“That led to the idea of the grand stairs,” Anderson said. “The stairs will allow one to ascend from 12th Street to an elevated courtyard as well as allowing someone to be in between the two. It will be a place where one can feel engaged in whatever activities are happening, but not feel like they have to be an active participant.”

The public courtyard will feature a 50 x 30-foot outdoor projected screen that will show K-State games and other forms of entertainment. The vision is for the courtyard to be adjacent to a fine-dining restaurant and bar, and for the steps to become an iconic place for people to visit, hang out, or snap selfies while in town.

Anderson said the courtyard is the centerpiece of the project, and its use will change throughout each day.

“It is a space that could start the day at 6 a.m. with a yoga class, then transition throughout the day to see diverse groups of people of all ages meeting to discuss current events, collaborate on a work project, work away from their desks for an hour or simply to socialize,” Anderson said. “It is a space where one weekend a K-State sporting event watch party could take place and the next weekend a wedding. It is a space that will live and breathe with the rising and setting of the sun and with the seasons.”

Back 9 hopes to bring to the building other amenities like a private gym, spa, restaurants and valet parking that will make young professionals want to work there — and will attract employers wanting to capitalize on their talent.

Next Steps

The building, anticipated to open in 2025, is expected to have dining and retail space on the ground floor, office space on the second through fourth floors and high-end residential on the top story. Currently Back 9 and Anderson Knight are preparing virtual tours and other marketing materials, in hopes of starting to lease space in 2023.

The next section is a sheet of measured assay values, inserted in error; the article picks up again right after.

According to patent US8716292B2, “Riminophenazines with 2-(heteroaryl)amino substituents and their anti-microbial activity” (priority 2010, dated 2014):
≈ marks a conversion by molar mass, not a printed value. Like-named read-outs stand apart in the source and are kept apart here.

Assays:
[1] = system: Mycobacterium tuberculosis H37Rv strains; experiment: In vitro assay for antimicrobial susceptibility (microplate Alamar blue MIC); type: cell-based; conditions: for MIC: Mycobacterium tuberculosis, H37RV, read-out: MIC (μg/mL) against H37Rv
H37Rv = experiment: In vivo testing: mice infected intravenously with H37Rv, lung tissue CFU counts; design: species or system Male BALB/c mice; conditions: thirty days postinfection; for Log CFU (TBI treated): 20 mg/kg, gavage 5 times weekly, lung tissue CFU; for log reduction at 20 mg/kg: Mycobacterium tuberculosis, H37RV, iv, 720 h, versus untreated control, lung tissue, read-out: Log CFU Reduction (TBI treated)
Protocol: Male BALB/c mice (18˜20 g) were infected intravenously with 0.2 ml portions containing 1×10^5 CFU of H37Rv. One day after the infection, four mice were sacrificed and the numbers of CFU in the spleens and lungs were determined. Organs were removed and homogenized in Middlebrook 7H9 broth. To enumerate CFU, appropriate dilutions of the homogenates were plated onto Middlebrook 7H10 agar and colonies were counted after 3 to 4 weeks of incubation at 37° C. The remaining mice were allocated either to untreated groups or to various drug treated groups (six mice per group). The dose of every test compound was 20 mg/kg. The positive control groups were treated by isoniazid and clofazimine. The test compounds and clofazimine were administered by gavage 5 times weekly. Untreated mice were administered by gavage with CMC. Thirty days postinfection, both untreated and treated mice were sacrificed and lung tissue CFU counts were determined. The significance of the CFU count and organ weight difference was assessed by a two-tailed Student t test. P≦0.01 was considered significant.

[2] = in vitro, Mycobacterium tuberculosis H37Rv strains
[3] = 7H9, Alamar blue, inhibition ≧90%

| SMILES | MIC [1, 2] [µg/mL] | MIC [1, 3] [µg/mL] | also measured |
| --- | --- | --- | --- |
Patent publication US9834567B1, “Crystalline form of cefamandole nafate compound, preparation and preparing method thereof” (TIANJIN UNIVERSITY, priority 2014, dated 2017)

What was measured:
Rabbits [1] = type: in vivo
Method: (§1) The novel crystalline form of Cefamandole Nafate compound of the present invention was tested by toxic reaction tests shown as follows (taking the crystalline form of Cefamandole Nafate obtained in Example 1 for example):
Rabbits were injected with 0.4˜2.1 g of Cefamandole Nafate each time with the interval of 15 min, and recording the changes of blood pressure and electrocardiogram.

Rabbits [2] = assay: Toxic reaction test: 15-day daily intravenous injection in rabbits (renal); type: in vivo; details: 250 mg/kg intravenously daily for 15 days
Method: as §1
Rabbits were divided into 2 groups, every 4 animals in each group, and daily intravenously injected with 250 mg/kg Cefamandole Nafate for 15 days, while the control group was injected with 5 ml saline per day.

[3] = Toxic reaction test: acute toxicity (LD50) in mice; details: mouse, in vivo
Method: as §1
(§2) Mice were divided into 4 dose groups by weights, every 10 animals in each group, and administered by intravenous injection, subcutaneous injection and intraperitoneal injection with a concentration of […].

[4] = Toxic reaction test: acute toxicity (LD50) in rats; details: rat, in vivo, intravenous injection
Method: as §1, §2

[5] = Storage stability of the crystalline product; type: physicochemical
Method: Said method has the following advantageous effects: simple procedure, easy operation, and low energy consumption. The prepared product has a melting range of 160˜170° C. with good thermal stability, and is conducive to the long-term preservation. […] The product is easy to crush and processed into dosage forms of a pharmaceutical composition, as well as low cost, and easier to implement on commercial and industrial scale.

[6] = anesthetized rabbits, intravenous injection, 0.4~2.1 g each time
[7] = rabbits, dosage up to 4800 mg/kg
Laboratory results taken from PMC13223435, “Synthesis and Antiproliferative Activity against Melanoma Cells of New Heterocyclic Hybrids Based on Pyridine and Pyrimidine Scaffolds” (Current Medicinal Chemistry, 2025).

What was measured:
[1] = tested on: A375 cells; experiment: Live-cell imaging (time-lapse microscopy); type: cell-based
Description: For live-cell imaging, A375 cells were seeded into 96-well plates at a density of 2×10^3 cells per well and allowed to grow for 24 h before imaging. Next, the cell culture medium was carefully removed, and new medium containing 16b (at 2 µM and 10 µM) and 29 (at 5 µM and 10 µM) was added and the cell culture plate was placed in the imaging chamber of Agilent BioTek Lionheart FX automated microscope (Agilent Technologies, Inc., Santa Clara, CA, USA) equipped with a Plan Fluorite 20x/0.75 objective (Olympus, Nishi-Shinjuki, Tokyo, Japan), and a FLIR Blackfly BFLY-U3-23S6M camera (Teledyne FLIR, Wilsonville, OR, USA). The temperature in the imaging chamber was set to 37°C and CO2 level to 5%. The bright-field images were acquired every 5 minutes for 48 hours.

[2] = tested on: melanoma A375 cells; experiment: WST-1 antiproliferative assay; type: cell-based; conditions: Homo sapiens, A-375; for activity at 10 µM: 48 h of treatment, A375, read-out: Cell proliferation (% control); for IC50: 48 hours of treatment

Vilkanskas said the project has flexibility at this point to transition the top floor from luxury apartments to additional office space. He’s hopeful that with NBAF preparing to become fully operational by year’s end that the region will continue to see more big announcements, putting office space in high demand.  

“I’m super bullish on Manhattan right now. Now that NBAF is almost done, we’re seeing the fruit of that investment. The Scorpion (Biological Services) announcement was just the first,” Vilkanskas said. “The region needs more private sector jobs to complement our university and Fort Riley assets. I think we’ll see the investments of time and resources over the past 10 years really start to pay off in the next five.”

Anderson said that it’s been important to the group that as much of the funding as possible be reinvested locally. Most of the investors have K-State ties, and local professionals have completed all of the design, development, engineering, financing and construction work to date.

“It’s sounds cliché, but it is the old saying that a rising tide raises all ships, and we feel like Manhattan has a lot of potential,” Anderson said. “All of us are invested in Manhattan and its future growth and prosperity.” 

Interested in Finding Commercial Space in Manhattan?

Contact Vilkansas at or (785) 236-0161 for more about Midtown leasing opportunities. 

Contact Daryn Soldan at the Greater Manhattan Economic Partnership to learn more about opportunities to locate in the region: or 785-776-8829.